The mages have a nice unilateral draw engine in Research, but Research has problems. It's a slow draw, since it takes 4 resources to get 1 card, and 6 to get 2. This means research doesn't get you cards until you can safely afford to donate resources to it, which is turn 5-6. Not great. Additionally, Research does not complement the art of death racing. In death racing, you want to be dedicating your resources most efficiently to damage, not to card draw. This means you are better off relying on the two cheapest draw options in the game, Bad Santa and Bazaar. When a control-type mage deck becomes viable, then so will Research. Till then, put off your studies and hit the market.
The Art of Death Racing
Death racing, although a seeming simple-minded strategy, requires a fair bit of good decision-making to be effective. The idea is simple- bring your opponent's health to zero before he does the same to yours. To do so requires knowing when to attack the hero or the opposing allies. A good rule of thumb is looking at your allies' attack relative to your opponent's allies' attack. If they can do more damage to your hero per turn than you can do to them, then it's time to take out some enemy allies. Another rule of thumb is to be efficient with your attacks. If an enemy ally only has two life left and you have an ally with four attack, probably best not to waste the damage on that ally.
Another concern is board clears (Supernova or Nish's ability). If you can clear the board on the following turn, then go for their hero rather than the allies. Chances are their allies will "waste" their attacks killing your allies instead of attacking your hero, allowing you to wipe them the next turn. Here "waste" means not converting ally attack into hero damage, the primary concern in death races.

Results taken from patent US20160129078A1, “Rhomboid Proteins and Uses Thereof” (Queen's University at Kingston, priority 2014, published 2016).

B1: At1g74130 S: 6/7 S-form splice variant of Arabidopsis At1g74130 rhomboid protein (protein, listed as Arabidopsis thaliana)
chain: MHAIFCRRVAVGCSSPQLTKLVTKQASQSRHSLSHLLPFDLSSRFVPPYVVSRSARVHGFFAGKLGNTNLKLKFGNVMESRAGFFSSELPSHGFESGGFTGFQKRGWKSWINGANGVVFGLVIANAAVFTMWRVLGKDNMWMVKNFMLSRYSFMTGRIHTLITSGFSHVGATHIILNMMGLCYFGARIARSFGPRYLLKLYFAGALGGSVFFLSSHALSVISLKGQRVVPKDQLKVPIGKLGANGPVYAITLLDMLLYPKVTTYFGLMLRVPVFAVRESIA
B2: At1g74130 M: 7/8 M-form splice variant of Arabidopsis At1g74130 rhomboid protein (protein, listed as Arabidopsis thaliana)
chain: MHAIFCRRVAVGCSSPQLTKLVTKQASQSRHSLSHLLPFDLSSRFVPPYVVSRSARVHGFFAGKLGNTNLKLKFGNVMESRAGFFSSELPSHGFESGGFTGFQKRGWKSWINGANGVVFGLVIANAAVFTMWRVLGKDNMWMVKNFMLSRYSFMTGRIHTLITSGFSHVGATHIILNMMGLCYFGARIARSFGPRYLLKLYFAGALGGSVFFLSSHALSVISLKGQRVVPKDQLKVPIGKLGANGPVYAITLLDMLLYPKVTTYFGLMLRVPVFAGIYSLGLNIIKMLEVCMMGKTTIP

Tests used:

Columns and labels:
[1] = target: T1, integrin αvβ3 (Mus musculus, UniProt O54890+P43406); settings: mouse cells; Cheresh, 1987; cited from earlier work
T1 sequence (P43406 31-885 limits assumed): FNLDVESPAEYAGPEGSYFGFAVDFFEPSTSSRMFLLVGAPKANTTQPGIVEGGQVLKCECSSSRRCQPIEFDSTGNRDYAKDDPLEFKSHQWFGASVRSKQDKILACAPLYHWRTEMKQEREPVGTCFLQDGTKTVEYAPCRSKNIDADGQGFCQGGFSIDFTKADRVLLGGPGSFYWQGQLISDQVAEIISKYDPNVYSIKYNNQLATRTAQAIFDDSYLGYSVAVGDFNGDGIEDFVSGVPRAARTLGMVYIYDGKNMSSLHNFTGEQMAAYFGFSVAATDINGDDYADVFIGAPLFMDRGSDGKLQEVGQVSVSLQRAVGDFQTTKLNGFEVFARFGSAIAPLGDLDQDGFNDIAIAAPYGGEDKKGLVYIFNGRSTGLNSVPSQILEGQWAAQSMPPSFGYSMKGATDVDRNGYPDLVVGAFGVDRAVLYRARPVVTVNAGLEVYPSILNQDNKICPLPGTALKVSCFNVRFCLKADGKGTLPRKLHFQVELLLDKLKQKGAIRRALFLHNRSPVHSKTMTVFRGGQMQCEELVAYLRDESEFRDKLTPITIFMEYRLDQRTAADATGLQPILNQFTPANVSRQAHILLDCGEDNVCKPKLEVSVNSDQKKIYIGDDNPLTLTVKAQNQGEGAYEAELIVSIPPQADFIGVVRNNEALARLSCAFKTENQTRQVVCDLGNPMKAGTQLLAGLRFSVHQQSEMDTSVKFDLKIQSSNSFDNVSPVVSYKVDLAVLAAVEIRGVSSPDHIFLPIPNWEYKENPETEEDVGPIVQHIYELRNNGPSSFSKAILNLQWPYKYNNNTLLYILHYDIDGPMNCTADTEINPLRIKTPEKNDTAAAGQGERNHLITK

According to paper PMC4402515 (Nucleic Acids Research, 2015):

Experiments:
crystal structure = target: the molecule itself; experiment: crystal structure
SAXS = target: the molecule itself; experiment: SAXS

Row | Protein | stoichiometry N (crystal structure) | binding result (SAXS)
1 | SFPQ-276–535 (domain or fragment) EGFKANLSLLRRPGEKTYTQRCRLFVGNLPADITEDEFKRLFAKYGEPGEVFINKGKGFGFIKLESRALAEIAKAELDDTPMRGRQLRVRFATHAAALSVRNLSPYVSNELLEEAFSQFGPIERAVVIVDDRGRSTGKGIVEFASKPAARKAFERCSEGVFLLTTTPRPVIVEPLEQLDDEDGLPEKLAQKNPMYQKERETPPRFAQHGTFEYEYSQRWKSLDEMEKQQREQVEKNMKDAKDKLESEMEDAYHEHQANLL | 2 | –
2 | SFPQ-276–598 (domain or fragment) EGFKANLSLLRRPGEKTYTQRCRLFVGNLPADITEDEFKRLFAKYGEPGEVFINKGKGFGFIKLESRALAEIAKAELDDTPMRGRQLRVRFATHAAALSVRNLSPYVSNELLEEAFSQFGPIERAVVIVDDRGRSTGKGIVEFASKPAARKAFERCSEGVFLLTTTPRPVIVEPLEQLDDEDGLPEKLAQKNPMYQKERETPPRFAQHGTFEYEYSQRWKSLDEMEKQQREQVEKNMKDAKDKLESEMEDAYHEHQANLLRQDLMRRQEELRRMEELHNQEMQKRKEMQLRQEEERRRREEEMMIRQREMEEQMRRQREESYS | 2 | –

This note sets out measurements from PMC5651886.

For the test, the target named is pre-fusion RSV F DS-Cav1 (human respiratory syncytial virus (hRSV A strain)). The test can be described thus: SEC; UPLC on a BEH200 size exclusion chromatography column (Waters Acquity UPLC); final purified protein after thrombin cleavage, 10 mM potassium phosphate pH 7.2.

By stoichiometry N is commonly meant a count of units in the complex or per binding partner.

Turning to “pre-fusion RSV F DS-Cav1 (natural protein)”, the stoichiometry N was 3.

Portal is key in death racing because it does two things. First, it allows you to attack with allies as soon as they are summoned, meaning you can directly convert attack to hero damage without a chance for your opponent to kill your ally first. Second, you've created a threat on the board that your opponent must deal with before it translates into further hero damage. This means your opponent has to use resources or ally attacks to destroy your summoned allies, meaning they act as a sort of "meat shield," soaking up damage your hero might otherwise take. Thus, death racing has some defensive perks, when run well. Besides allyless mage decks, every mage deck should be running 2-3 Portals for its versatility.
The main idea in death racing is that any attack which does not attack the enemy hero must have a very good reason, as that is a "wasted" attack, damage that could have got the opponent's life down faster was instead spent somewhere else. The only real reason to attack something other than the opposing hero is if you save more damage to your hero in the long term than you would have done to your opponent. Making such a decision involves your current hand, knowledge of what's left in your deck, and knowledge of your opponent's probable counters and allies.